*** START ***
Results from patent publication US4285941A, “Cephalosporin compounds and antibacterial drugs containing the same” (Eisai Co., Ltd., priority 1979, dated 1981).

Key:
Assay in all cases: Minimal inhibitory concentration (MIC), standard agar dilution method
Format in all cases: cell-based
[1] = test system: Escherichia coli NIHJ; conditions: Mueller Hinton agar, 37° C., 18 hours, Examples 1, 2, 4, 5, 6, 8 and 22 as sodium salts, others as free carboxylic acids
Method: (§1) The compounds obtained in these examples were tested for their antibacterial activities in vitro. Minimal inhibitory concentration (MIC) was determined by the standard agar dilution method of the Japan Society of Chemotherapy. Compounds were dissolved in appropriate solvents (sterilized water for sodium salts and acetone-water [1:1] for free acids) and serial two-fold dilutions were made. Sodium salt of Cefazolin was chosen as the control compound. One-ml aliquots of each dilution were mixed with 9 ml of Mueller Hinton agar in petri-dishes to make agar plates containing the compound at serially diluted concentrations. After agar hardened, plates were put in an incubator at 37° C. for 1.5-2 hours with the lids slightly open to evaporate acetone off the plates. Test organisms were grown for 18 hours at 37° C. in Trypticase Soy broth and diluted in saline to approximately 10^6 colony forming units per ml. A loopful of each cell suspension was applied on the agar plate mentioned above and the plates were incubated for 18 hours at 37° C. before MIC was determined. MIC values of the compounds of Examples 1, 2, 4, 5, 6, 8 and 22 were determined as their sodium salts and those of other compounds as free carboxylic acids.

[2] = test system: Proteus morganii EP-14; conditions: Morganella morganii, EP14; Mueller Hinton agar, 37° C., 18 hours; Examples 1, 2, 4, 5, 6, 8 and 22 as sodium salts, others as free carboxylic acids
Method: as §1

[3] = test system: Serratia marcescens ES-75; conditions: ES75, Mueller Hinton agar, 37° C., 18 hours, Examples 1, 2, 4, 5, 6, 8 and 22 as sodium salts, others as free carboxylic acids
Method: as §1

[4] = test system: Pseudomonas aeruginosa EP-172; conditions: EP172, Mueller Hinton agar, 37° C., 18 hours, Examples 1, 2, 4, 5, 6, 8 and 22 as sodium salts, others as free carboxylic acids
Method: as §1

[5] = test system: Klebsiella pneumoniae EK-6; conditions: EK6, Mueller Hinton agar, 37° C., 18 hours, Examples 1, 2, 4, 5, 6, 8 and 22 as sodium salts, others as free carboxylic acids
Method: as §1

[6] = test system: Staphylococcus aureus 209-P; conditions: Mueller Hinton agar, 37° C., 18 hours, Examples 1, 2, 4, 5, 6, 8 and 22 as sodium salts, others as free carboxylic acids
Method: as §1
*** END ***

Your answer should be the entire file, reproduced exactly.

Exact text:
Results from patent publication US4285941A, “Cephalosporin compounds and antibacterial drugs containing the same” (Eisai Co., Ltd., priority 1979, dated 1981).

Key:
Assay in all cases: Minimal inhibitory concentration (MIC), standard agar dilution method
Format in all cases: cell-based
[1] = test system: Escherichia coli NIHJ; conditions: Mueller Hinton agar, 37° C., 18 hours, Examples 1, 2, 4, 5, 6, 8 and 22 as sodium salts, others as free carboxylic acids
Method: (§1) The compounds obtained in these examples were tested for their antibacterial activities in vitro. Minimal inhibitory concentration (MIC) was determined by the standard agar dilution method of the Japan Society of Chemotherapy. Compounds were dissolved in appropriate solvents (sterilized water for sodium salts and acetone-water [1:1] for free acids) and serial two-fold dilutions were made. Sodium salt of Cefazolin was chosen as the control compound. One-ml aliquots of each dilution were mixed with 9 ml of Mueller Hinton agar in petri-dishes to make agar plates containing the compound at serially diluted concentrations. After agar hardened, plates were put in an incubator at 37° C. for 1.5-2 hours with the lids slightly open to evaporate acetone off the plates. Test organisms were grown for 18 hours at 37° C. in Trypticase Soy broth and diluted in saline to approximately 10^6 colony forming units per ml. A loopful of each cell suspension was applied on the agar plate mentioned above and the plates were incubated for 18 hours at 37° C. before MIC was determined. MIC values of the compounds of Examples 1, 2, 4, 5, 6, 8 and 22 were determined as their sodium salts and those of other compounds as free carboxylic acids.

[2] = test system: Proteus morganii EP-14; conditions: Morganella morganii, EP14; Mueller Hinton agar, 37° C., 18 hours; Examples 1, 2, 4, 5, 6, 8 and 22 as sodium salts, others as free carboxylic acids
Method: as §1

[3] = test system: Serratia marcescens ES-75; conditions: ES75, Mueller Hinton agar, 37° C., 18 hours, Examples 1, 2, 4, 5, 6, 8 and 22 as sodium salts, others as free carboxylic acids
Method: as §1

[4] = test system: Pseudomonas aeruginosa EP-172; conditions: EP172, Mueller Hinton agar, 37° C., 18 hours, Examples 1, 2, 4, 5, 6, 8 and 22 as sodium salts, others as free carboxylic acids
Method: as §1

[5] = test system: Klebsiella pneumoniae EK-6; conditions: EK6, Mueller Hinton agar, 37° C., 18 hours, Examples 1, 2, 4, 5, 6, 8 and 22 as sodium salts, others as free carboxylic acids
Method: as §1

[6] = test system: Staphylococcus aureus 209-P; conditions: Mueller Hinton agar, 37° C., 18 hours, Examples 1, 2, 4, 5, 6, 8 and 22 as sodium salts, others as free carboxylic acids
Method: as §1